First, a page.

In 1966, I graduated at the top of my class with a degree in Funeral Directing and Embalming. I worked for another year for Russell and Gooch. In the meantime, Berthold’s business had grown to the point that it was now generating income sufficient to support a fulltime employee. I liked Mill Valley but Roy Bartheld attracted me back by holding out the prospect of one day taking over the business.

I felt ready to take over because I could see a number of ways in which the operation could be improved if I could be the one making the decisions. One day I approached Bartheld about buying him out. He said he would sell the funeral home to me if I could come up with a $20,000 down payment within a month. Bartheld was in his 70s at the time and could have retired long before. However, he wasn’t emotionally prepared to turn the business over to me and had actually made the offer on a whim, never imagining that I could come up with the cash. In those long-ago days and at that point in my career, he might as well have asked for $20 million. However, while going to school I had become friends with a fellow student named Gene Estribou. The two of us shared a love for fine automobiles and had kept in touch. Following graduation, he had married a wealthy woman, so when he learned of my situation Gene wrote me a personal check for the entire $20,000.

By the way, as an illustration of the “what goes around” principle, 20 years ago my friend Gene was in some desperate financial straits so I lent him $20,000.

Bartheld had a difficult time disguising his displeasure but in those days the proverb “A man’s word is his bond” was more than just a saying, so the process of handing over the business to me began. I became licensed with the state both as Funeral Director and Embalmer. Most funeral directors are not embalmers but I wanted the whole package. The test was difficult but I passed and became the official funeral director of what shortly became known as The Brentwood Funeral Home.

Bartheld gave me a lease agreement for the 839 First Street property. In 1989, ten years before the lease was to expire, I approached him with an offer to buy. We got into a stand-off, but when I described the situation After serving hundreds of people who had departed this planet, I have little fear and no doubt about what will happen when Death finally comes for me. to Jack Hernandez, a friend of mine who was a successful realtor, he said, “Let me go talk to the old fart” and ended up getting the property for $10,000 below asking price.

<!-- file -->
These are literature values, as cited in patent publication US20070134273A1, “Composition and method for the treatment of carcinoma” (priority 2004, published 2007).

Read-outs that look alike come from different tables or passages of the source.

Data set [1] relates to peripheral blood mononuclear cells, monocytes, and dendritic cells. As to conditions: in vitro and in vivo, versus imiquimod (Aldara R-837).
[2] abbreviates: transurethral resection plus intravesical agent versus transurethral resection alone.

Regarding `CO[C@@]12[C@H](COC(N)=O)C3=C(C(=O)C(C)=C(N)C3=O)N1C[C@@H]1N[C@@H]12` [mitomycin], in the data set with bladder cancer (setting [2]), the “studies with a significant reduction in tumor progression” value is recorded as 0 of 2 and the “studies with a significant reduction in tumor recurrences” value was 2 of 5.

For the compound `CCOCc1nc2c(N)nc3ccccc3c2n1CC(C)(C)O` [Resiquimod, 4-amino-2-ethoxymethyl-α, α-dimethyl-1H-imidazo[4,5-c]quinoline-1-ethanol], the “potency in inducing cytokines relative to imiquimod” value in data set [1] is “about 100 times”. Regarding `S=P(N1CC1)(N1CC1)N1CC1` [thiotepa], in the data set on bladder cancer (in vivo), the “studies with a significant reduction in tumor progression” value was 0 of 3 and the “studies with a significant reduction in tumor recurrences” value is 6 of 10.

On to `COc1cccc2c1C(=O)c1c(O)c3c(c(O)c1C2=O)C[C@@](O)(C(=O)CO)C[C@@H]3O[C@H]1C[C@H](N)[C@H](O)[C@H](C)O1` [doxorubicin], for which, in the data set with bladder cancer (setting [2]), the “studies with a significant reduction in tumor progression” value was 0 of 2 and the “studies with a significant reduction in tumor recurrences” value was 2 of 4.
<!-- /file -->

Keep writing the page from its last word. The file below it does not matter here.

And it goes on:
I became a husband and father the same year that I acquired the business. Donnalee Fisher came with a teenage daughter named Erin Meredith. In 2005 Donnallee passed away suddenly and I discovered that death is different for a mourner than for a funeral director. Even though our marriage was never a “match made in heaven,” I had a difficult time dealing with the transition.


I was a Boy Scout when I was young so the values of community service and engagement with people were always important to me. I was familiar with the Brentwood Rotary Club from childhood. For years the club met in the Brentwood Hotel where Mom worked. She was their hostess and served them at their Monday lunch gatherings. Mom was so faithful at the job that, when I was 11 years old, the club gave her a special badge and made her an honorary member.

The Rotary Club of Brentwood had been started in 1948. Roy Bartheld was one of the founding members so in 1968, not long after my return to work for him, he took me to a meeting and I became a member. During the 70s I served terms as president and secretary. Fifty years later I am now the member with the most seniority. In fact, I am senior member by a dozen years because in 1980 I sponsored Brentwood’s former mayor, Bruce Ghiselli, and he now has the second most seniority.

By the time I joined, Mom and the Brentwood Hotel were both gone. There were about 20 of us and we would meet wherever we could find a place that would serve us lunch. The club has changed a lot in five decades. A big change happened in 1987 when women were admitted. I never had a problem with that change, but some of the older guys didn’t think there was a place for women in Rotary. It didn’t take long to get over that. Our past president was a woman and the one before her. Now we are about 80 members and are much more active in community and international service projects than in the early years.

I continue to do what I can to serve the community. I worked for a long time with the local museum project, joined the Historical Society in 1992, served two terms as president of the organization, and am still a member of the board.

I’m coming down to the final chapters of my story, I guess. Someone noted an obvious truth that no one of intelligence resents the inevitable. Leonardo da Vinci wrote, “As a well spent day brings happy sleep, so a life well used brings happy death.” I wouldn’t use the word “happy” but I agree with the sentiment. I worked hard, conducted myself with integrity, and did what I could to serve others.

After serving hundreds of people who had departed this planet, I have little fear and no doubt about what will happen when Death finally comes for me. However, I’m not planning on leaving the world anytime soon. I want to stick around and see what happens next. 

Photos By Muhammad Saadiq